And So It Begins…

This is another moan from me about messing around with the time by putting the clocks back and forward.

This is 2022. Farmers have headlights on their vehicles, and computer-guided ploughing.

Kids in most areas get taken to school by car, or go on a school bus or coach. In cities where they still walk to school, there are street lights. In country districts where they still walk to school there are presumably parents to escort them, if they are young enough to be in any danger.

What is the point of this archaic practice? No doubt you will tell me, and no doubt I will disagree.

Last night in Beetley, it was pitch dark by 5:10 pm. That makes the night feel longer than it needs to be, and affects people (like me) with SAD.

My dog Ollie will take a while to adjust. He wanted to go out for his walk at 10:45 am, and nagged for his dinner before 1pm.

I felt as if I wanted to eat my own dinner before 6pm, and I was ready to go to bed just after 9:45 pm.

Stop it, you powers that be. Let’s get into the 21st century. We no longer live in the nineteenth.

We have electric lights, not candles.

Victoria is no longer the Queen. She has been dead since 1901.

Farmers are selling off land for house-building and solar panels. We import much of our food as a consequence.

Animals live in barns or sheds, in the main. They have lighting, warmth, and are fed and milked by machines.

Get a grip, and realise it is completely unnecessary.


63 thoughts on “And So It Begins…

  1. I think the EU agreed to ditch it back in 2019, but then couldn’t decide which time to stick with, then the pandemic got in the way, but I believe it should happen next year. Mind you, you Brits will still be stuck with it 🙂

    Liked by 1 person

  2. (1) Not every farmer’s wife is gifted with headlights.
    (2) In rural areas, school kids can navigate by the stars.
    (3) Elderly husbands and wives: SAD sacks trip in the dark; GLAD bags help them back to their feet.
    (4) When baseball stadiums experience a blackout, the game continues, but the player on the pitcher’s mound is obligated to pitch dark.
    (5) Want a pet that can easily adjust to the dark. Buy a werewolf.
    (6) Candlestick Park wasn’t demolished because of any problems with lighting.
    (7) Is the male half of Victor/Victoria still alive?
    (8) Solar panels make for a light snack. (farmer’s goat)
    (9) People feed the animals, and The Animals feed people with rock music.

    Liked by 1 person

  3. I like the light mornings as I travel to the hospital around 7.30am and park for free about a mile away and walk. It suits me. We always eat at 5pm summer and winter and then go for a walk. I don’t like the dark evenings, but we have torches and yellow jackets.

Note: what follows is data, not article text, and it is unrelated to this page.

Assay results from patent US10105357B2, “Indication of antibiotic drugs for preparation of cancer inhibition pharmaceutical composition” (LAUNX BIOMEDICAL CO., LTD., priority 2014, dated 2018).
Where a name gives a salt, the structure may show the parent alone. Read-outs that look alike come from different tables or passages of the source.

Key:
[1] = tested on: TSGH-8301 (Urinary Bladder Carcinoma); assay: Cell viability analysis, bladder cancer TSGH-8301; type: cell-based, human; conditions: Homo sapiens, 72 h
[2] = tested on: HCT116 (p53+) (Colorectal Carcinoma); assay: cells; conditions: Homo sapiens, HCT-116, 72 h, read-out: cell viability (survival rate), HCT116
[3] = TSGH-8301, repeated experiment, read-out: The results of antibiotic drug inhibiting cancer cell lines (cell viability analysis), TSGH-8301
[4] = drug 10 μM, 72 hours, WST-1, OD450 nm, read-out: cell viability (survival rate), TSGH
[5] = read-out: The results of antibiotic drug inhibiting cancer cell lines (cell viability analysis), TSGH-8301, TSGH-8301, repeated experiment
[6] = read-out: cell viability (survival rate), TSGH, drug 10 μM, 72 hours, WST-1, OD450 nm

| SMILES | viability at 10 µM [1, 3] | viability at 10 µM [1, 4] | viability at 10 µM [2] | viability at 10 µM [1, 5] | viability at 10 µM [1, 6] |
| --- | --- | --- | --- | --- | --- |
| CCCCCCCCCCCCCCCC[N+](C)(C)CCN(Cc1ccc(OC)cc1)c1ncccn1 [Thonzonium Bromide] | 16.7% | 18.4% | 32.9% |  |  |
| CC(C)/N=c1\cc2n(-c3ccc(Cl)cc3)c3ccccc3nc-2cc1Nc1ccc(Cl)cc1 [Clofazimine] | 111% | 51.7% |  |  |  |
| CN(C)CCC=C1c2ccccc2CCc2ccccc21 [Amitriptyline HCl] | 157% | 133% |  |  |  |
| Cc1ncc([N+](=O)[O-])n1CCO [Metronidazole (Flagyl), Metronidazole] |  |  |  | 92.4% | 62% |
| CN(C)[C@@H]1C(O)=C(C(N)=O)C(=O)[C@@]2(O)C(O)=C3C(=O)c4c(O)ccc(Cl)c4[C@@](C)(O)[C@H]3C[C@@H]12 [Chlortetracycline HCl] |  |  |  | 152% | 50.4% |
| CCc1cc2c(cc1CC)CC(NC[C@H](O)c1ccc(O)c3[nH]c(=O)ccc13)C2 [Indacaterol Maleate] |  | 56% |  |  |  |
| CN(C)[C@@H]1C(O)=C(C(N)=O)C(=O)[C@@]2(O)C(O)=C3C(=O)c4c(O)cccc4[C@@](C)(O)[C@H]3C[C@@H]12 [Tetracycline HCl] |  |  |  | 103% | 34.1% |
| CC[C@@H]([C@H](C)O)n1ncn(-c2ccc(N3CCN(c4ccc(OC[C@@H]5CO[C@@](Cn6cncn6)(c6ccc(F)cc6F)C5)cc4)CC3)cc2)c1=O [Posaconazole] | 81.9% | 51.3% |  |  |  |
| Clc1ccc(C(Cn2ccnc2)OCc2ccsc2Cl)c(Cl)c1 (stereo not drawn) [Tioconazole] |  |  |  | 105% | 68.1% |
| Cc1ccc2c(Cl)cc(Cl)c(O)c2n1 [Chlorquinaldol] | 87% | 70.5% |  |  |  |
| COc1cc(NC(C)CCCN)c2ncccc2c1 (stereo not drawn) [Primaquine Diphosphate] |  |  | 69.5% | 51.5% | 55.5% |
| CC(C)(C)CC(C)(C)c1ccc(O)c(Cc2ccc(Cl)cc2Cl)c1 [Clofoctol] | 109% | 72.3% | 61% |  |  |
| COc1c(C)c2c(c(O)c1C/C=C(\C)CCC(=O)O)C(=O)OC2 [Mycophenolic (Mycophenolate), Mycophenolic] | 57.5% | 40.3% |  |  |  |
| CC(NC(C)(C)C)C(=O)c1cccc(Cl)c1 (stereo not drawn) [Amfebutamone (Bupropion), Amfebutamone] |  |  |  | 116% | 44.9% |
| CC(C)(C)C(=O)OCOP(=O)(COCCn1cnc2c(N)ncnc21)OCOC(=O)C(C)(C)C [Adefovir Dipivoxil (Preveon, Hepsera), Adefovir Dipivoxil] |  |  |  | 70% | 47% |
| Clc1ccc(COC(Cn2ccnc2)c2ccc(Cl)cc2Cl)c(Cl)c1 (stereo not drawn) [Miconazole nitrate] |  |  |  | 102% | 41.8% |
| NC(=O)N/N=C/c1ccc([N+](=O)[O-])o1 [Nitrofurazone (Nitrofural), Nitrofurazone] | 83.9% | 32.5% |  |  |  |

Liked by 1 person

  4. Next weekend for us and I agree it makes no sense! Let the seasons roll naturally and time with it! There’s a bill before Congress to make daylight savings year-round but many doctors don’t think it’s a good idea. I’d rather be on standard time.

    Liked by 1 person

    1. I like British Summer Time, when the evenings are lighter for longer. But if they just decided one way or the other, then at least we could get used to living with it.
      Best wishes, Pete.


      1. Yes. Consistency is best. We already have long summer days here so really don’t need the extra hour. And our winter mornings are already dark so daylight savings time would make it darker for an extra hour, hard on school children.

        Liked by 1 person

  5. Indiana was one of the last states in the U.S. to enter the daylight savings madness. We held out until some time in the 1990s. There is a movement to stop the insanity of rolling our clocks backward and forward. I don’t know if it will gather steam, but most of us want to return to the old way of doing things.

    Liked by 1 person

  6. I totally agree with you, Pete. I’m ambivalent about whether we should stay in GMT, or in permanent BST but surely either way, we would adjust to the ‘new normal’ and just get on with our lives? This constant adjustment twice a year, whose influence seems to affect us for more than just the one hour we’ve changed, causes problems for animals and children [don’t you just love it, parents of small children?] as well as adults, but governments become so entrenched with these ‘traditions’ that bringing about change seems almost impossible. Oh well: “Keep calm and carry on”. To quote Homer Simpson: “D’oh!” 😉 Cheers, Jon.

    Liked by 1 person

  7. Not keen on it myself, I’m waking up an hour earlier and Vinnie is wanting his breakfast at 8 instead of 9, but there’s a lot worse stuff going on to go crazy about, and I don’t suppose it’s going to change anytime soon. You should start a petition Pete! Isn’t it so that if you get so many signatures it has to be brought to parliament?

    Liked by 1 person

  8. It makes me crazy that we still do this too, ours begins next weekend. One argument from the forces that be is that it cuts powered usage but it is outdated and annoying to keep trying to adjust to it back and forth.

    Liked by 2 people

    1. I cannot see how it saves power, as we had to put the lights on over one hour earlier than the day before. My paranoid side makes me think it must somehow be connected to big business.
      Best wishes, Pete.

      Liked by 1 person

      1. We have it here too. With summer about starting, the problem is down south the sun sets at 11pm & the cows are baaing & the sheep still mooing.

        Liked by 1 person

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